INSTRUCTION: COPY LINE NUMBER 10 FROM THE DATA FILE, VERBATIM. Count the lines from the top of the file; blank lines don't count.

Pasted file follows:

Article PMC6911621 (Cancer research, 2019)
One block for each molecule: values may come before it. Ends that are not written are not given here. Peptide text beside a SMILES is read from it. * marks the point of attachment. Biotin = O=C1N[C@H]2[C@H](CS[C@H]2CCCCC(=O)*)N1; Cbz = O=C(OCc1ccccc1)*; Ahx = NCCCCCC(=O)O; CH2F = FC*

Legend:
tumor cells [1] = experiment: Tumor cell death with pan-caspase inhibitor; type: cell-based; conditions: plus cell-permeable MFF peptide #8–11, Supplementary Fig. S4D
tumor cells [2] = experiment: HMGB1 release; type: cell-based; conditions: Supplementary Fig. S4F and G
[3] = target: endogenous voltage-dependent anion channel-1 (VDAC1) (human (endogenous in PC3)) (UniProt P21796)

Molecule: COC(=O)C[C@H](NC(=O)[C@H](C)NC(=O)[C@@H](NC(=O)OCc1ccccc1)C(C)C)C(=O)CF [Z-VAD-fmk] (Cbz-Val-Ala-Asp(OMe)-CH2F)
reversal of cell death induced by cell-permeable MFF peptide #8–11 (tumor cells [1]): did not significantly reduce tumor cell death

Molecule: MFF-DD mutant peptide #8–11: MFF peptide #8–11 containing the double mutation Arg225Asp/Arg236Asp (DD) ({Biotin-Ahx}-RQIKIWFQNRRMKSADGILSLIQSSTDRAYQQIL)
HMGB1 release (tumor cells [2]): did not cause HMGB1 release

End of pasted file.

HMGB1 release (tumor cells [2]): did not cause HMGB1 release